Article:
Iceland celebrated its team's historic win with some very appropriate English music.
"We Are The Champions."
The anthem from British band Queen blared from bars around the capital as thousands of locals poured into the streets to dance and sing following Iceland's improbable 2-1 victory over England at the European Championship.
The win, perhaps the biggest shock in the tournament's history, put Iceland in the quarterfinals against France in the country's very first appearance at a major tournament.
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"Whoever's not out celebrating is probably trying to get a ticket to France for the next game," said Thorir Gudmundsson, a charity worker from Reykjavik.
The English left the European Championship in similarly surprising fashion to leaving the European Union last week, in what will go down as their most embarrassing loss in a generation. The defeat meant more humiliation on the big stage and surely another inquest into why a team of supposedly talented players failed again.
David Cameron stepped down as British Prime Minister after the result of last week's referendum that unsettled the country and the whole of Europe. England coach Roy Hodgson did the same after overseeing yet another humiliating campaign in a major tournament.
Many Iceland fans watched the match on giant outdoor screens in the city, while others stayed home to watch on TV and listen to the commentary of Gudmundur Benediktsson.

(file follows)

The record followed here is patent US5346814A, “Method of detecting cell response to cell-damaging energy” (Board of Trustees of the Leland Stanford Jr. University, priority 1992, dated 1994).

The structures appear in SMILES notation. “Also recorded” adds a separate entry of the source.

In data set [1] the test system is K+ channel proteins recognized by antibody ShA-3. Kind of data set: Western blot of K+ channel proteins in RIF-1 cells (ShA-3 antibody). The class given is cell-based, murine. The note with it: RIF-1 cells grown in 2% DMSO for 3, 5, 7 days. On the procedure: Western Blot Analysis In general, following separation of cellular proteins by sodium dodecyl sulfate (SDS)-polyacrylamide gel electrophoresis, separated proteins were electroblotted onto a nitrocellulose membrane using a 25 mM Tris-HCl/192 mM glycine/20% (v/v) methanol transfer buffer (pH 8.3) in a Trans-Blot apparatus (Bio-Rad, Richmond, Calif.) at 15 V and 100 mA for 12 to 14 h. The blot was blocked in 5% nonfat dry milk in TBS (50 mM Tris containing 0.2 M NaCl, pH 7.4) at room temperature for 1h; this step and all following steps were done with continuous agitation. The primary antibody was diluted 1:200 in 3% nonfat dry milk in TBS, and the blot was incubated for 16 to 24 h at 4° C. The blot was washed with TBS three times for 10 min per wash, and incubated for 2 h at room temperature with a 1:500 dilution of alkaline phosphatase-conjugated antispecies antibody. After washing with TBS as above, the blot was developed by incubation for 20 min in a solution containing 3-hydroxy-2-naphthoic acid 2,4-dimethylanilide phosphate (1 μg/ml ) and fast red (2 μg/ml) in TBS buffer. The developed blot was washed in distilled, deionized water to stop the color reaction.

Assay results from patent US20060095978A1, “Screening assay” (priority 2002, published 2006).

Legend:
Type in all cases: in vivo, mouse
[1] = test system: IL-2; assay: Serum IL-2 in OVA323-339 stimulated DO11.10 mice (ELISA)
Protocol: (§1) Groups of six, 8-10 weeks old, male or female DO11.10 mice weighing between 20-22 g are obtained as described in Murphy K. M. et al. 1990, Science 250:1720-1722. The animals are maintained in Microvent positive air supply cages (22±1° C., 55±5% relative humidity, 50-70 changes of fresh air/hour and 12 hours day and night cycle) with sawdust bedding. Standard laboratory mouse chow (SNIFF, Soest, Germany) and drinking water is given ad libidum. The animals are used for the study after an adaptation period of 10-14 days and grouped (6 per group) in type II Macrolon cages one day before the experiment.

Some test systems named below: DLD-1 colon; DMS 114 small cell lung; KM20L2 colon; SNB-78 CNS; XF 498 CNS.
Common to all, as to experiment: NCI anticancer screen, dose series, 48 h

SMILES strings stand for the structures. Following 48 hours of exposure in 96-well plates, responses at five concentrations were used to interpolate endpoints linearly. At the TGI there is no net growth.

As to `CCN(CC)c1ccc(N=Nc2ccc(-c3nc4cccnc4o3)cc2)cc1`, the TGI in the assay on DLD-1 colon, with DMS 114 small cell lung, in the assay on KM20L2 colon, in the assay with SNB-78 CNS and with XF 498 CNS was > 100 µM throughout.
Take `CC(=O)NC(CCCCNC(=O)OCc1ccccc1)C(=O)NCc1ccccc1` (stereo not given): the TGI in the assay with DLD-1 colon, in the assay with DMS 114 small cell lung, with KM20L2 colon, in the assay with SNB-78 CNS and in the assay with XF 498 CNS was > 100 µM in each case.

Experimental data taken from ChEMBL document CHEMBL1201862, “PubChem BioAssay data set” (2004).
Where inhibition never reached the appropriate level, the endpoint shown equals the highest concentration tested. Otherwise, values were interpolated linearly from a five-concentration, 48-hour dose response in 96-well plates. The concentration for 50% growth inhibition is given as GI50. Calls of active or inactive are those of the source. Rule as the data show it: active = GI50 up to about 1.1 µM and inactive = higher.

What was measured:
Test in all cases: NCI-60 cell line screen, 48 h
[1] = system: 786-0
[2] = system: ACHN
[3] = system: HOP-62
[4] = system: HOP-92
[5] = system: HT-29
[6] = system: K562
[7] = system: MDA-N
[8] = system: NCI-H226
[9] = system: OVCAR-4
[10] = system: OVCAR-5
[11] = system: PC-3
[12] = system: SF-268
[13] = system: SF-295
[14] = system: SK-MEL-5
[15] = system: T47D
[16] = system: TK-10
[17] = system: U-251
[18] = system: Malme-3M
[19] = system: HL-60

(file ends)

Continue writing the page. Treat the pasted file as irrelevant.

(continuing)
"Gummi Ben," as Benediktsson is known, has become something of an internet celebrity during Euro 2016 for his energetic, boisterous announcing.
The players can get pretty loud, too.
After the game at the Stade de Nice, the Iceland players led thousands of their supporters in a traditional Viking chant called the "Huh!" — repeating the guttural-sounding title over and over in an effort to terrify opponents.
The fierce chant, akin to New Zealand's Haka in rugby, also echoed through the streets of Reykjavik.
Iceland, the smallest nation to ever qualify for the European Championship, has excelled in France. The team earned a pair of draws in its opening two matches and then beat Austria to advance to the round of 16.
The win over England — one of the world's top soccer countries — tops them all, of course. Until maybe Sunday, when Iceland will face the hosts at the Stade de France outside Paris.